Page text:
Every percent more light in winter is pure profit
Light is the limiting factor in production in winter. Every step taken to improve light ingress is therefore welcome.
If all climate factors except one are right, that one factor will determine the production result. That’s the limiting factor. In north-western Europe, the limiting factor in winter is almost always light. Therefore, every percent more light in the greenhouse will lead directly to better production. So it’s worth paying a little more attention to this.
There is a long list of steps you can take to increase light ingress in winter. Some of these are things that everyone can do and some are primarily relevant at the greenhouse construction stage.
The first aspect is obvious but often seems to be underestimated in practice: keeping the greenhouse roof clean, both on the outside and the inside. Paying too little attention to cleaning the roof can cause light loss of as much as 10% during the course of a year.
The outside is easy to keep clean with a greenhouse roof cleaner, but the inside of the greenhouse roof can only be tackled properly in between crops. Mardenkro produces a relatively gentle glass cleaner for both the outside and the inside: GS-4 and GS-4 Xtra. No hydrogen fluoride in gaseous form is released and the product doesn’t affect the surface of the glass if it is rinsed off with plenty of water before it dries. GS-4 and GS-4 Xtra is not suitable for use on coated glass.
In winter, sunlight mainly enters the greenhouse at a low angle. There are two ways to handle this. The first is at the construction stage and the second is during use. At the construction stage, it’s important to choose the best orientation for the greenhouse roof. Ridges running north-south provide the best light ingress on an annual basis while an east-west orientation allows more light in during the winter. Therefore, if the amount of winter light is a key factor for the crop, the latter option is a better choice. The shape of the greenhouse roof also makes a difference. A Venlo greenhouse lets more light through than a curved roof such as a polytunnel.
Part of the light entering at an angle is reflected off the greenhouse roof. The lower the angle of incidence, the more reflection there will be, and the angle of incidence is always lower in the winter. So the reflected light doesn’t benefit the crop at all. This season Mardenkro is launching its new AntiReflect coating, which allows at least 3% more light into the greenhouse. The first users are being supported with light measurements.
Condensation on the inside of the greenhouse roof can also cause a considerable amount of light loss. This is an important factor in winter as the roof is almost permanently wet. The type of condensation also determines the light transmission. Large droplets eliminate a lot of light – as much as 5-8%. A finely distributed film of water allows more light through. The new AntiCondens coating for glass acts like a wetting agent and creates a film of water over the glass. Initial experiences in practice have been positive: measurements taken at a tomato nursery in May 2017 showed that light ingress using AntiCondens was 6-7% higher than with uncoated glass.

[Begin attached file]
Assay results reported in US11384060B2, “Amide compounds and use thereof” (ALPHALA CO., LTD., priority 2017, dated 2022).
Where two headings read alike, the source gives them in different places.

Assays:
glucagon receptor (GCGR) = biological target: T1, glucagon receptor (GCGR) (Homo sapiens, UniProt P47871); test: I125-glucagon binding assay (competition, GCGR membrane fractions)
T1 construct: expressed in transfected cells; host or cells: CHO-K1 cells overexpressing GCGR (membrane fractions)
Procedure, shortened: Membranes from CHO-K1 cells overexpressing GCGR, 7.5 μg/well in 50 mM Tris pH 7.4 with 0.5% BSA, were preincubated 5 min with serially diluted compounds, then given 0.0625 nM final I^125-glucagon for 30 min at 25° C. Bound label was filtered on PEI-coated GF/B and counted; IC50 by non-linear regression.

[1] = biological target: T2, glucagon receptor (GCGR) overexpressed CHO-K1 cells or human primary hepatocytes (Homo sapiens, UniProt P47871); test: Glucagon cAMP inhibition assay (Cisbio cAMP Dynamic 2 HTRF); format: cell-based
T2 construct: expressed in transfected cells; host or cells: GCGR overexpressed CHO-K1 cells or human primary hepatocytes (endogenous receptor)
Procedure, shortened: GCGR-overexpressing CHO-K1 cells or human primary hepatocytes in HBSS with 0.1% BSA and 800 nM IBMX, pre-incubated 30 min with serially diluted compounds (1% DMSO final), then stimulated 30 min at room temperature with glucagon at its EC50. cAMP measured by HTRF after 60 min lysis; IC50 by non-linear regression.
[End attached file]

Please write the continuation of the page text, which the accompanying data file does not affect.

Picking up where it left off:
Once the light is inside the greenhouse, as much of it as possible needs to be absorbed by the crop and not by the floor or the structural components. So the interior of the greenhouse needs to be as reflective as possible: white plastic on the floor and a powder coating on all structural components. Powder coating reflects around 80% of the light. PipePaint from Mardenkro can be used to make heating pipes more reflective and prevent corrosion.
The greenhouse horticulture business unit at Wageningen University & Research has for several years been working on developing a greenhouse optimized for winter use: the Winterlight greenhouse. The first step was to determine which factors had the greatest impact (mainly the factors described above). The model greenhouse in Bleiswijk was opened last February. It has highly translucent, diffuse glass that has been specially etched to make it antireflective. An innovative, high-transparency screen is fitted in a W shape for maximum light transmission when closed. The greenhouse structure is finished with a special powder coating that reflects 87% of the light.
Model calculations carried out in advance of construction showed that the potential light gain could be as much as 10.5%, and measurements in the greenhouse have confirmed this. At the moment, cucumbers are being grown in the Winterlight greenhouse. The crop ends in early December and production is currently heading towards 110 kg/m².
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